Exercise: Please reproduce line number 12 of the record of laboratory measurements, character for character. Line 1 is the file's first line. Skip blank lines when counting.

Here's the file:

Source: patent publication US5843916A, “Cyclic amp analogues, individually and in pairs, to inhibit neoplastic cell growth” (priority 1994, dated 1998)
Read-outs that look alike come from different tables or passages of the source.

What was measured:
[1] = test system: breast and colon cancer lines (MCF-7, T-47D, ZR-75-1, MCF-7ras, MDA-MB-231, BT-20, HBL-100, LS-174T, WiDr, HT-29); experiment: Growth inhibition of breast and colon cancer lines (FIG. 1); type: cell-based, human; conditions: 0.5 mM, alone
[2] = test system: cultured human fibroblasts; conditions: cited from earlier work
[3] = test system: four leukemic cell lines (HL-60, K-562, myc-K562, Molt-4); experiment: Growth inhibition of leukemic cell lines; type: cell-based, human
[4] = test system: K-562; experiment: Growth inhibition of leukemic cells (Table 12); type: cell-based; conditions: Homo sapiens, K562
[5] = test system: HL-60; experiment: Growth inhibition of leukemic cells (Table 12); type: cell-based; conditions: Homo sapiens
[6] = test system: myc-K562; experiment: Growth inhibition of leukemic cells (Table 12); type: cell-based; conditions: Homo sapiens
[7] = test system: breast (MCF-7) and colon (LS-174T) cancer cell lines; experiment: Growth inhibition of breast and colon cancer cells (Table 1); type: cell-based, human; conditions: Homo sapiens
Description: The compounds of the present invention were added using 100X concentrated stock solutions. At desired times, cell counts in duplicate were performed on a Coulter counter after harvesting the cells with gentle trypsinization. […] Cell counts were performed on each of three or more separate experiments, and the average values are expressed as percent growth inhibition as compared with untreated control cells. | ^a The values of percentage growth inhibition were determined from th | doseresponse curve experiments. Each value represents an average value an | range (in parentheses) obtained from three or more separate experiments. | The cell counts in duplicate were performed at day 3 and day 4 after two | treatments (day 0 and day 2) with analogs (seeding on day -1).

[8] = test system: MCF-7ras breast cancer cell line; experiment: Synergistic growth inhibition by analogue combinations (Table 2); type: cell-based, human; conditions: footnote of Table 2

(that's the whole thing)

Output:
[8] = test system: MCF-7ras breast cancer cell line; experiment: Synergistic growth inhibition by analogue combinations (Table 2); type: cell-based, human; conditions: footnote of Table 2